Reasons You Should Learn Five Animal Style Kung Fu
For people who are not familiar with kung fu, some of the things we do can seem a bit strange… like imitating animals for example :). So today we’re going to look at the top five reasons why you should learn five animal style kung fu.
1. Animal Instinct
One of the big benefits of looking to the animal kingdom for inspiration is the amazing examples of fighting spirit we can find there.By tapping into this inspiration we can develop our own fighting spirit and determination that will help us to get through a fight or other situations in our lives.
2. Physical Development
Copying different animals challenges us to develop different physical skills.The low stances and clawing motions of Tiger develop physical strength and power.The smooth flowing movements of Snake develop flexibility and sensitivity.Standing on one leg like a Crane develops balance and the wing beating movements open and develop the ribcage and back.The stepping and jumping of Leopard develops speed and agility.The turning and circling movements of dragon develop co-ordination and rhythm. Some of these attributes you may already have naturally, but within the five animals there will be things you find difficult.By practicing all five it encourages balanced development and helps you to turn your weaknesses into strengths.
3. Adaptability
Each of the five animals has different tactics and ways of fighting.By learning each of them it gives you options in how you deal with different opponents.If you are larger and stronger than your opponent you might choose to use the powerful movements of Tiger or Dragon.If you are smaller you might use the sticking and trapping of Snake or the speed and agility of Leopard to defeat your opponent.If you prefer to keep your distance you might use the long wing beating movements, kicks and evasion of Crane to keep your opponent at bay. Having this variety of tactics available to you gives you a greater chance of success in dealing with different challenges (and opponents) that come your way.If one set of tactics isn’t working you can try another until you find one that works.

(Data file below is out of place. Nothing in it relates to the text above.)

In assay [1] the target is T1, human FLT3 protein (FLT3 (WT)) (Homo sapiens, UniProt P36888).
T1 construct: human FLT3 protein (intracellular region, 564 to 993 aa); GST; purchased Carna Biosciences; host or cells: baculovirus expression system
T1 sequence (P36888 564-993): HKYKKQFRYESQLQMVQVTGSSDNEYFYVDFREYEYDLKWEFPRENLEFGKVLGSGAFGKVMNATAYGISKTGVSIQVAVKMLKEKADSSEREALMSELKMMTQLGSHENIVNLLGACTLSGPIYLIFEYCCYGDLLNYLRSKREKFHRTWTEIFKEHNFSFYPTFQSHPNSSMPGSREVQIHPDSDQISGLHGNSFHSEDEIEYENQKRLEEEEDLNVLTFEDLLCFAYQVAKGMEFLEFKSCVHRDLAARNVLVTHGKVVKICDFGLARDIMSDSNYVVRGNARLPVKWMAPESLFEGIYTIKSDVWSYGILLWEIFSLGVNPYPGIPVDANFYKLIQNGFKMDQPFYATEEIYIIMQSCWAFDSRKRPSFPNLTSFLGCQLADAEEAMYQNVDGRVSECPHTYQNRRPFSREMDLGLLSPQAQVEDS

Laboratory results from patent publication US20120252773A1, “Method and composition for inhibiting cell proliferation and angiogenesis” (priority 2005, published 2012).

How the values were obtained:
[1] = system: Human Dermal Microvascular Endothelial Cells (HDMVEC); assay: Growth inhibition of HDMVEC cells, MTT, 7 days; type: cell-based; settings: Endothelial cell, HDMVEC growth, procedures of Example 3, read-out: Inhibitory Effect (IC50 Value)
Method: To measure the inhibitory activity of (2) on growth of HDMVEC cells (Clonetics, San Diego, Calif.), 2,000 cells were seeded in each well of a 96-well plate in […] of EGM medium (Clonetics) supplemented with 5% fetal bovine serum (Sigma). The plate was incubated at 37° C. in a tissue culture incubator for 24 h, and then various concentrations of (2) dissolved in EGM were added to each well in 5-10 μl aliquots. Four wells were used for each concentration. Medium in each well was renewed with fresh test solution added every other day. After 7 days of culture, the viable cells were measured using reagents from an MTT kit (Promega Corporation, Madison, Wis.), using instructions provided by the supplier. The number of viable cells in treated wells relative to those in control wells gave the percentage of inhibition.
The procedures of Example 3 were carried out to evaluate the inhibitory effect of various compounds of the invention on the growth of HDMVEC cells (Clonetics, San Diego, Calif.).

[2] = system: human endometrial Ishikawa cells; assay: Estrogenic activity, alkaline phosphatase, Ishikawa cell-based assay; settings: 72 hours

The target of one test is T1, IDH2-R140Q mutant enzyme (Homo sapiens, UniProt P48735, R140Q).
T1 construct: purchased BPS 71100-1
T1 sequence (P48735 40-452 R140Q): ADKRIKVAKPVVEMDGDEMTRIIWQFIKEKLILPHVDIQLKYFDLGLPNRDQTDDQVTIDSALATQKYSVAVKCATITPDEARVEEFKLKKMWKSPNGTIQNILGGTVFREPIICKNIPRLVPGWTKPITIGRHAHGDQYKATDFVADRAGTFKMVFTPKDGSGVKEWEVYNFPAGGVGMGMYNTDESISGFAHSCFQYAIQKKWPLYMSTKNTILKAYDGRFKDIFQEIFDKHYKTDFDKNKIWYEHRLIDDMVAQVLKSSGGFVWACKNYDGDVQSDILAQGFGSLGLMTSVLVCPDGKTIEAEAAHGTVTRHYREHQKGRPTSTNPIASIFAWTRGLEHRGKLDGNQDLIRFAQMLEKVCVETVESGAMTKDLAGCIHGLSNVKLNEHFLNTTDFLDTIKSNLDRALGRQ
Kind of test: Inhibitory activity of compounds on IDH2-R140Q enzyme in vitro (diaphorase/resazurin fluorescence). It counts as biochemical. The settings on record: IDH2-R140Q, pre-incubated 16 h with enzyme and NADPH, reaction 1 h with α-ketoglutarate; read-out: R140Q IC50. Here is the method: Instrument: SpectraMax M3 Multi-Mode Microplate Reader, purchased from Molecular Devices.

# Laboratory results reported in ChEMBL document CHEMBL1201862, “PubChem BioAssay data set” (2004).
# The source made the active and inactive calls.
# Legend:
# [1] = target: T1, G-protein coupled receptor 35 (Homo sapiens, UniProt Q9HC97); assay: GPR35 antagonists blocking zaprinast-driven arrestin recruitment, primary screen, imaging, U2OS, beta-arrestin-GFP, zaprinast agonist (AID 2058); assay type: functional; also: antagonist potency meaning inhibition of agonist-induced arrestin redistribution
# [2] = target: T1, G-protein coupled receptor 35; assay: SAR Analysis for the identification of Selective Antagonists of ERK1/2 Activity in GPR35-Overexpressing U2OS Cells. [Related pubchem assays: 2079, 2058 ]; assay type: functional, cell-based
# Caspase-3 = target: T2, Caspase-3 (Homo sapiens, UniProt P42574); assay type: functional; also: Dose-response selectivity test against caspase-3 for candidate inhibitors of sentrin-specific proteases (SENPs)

4. Fun
The process of mastering a martial art can be long and arduous, and facing an opponent in combat can be scary.Using animal movements adds an element of fun to the process and helps you to not take it too seriously.It can be a lot of fun when you are fighting to challenge yourself to beat your opponent by using the movements of one animal or another… if you’ve come along to sparring enough times you’ll know what I mean.If you haven’t, maybe next time you spar give it a try, see if you can defeat your opponent as one animal and if that doesn’t work, try another.It will give you new insights and also help to make the experience more playful and fun.
5. The Style Factor
Last but not least, the animal styles are just plain cool.I’m sure you’ve seen the old kung fu movies and been impressed with the style and grace of the martial artist performers.There is something about the animal styles that captures the imagination.They inspire us to not just be competent fighters, but to be awesome and stylish fighters.It is part of what makes martial arts an ‘art’ and not just brutal thuggery.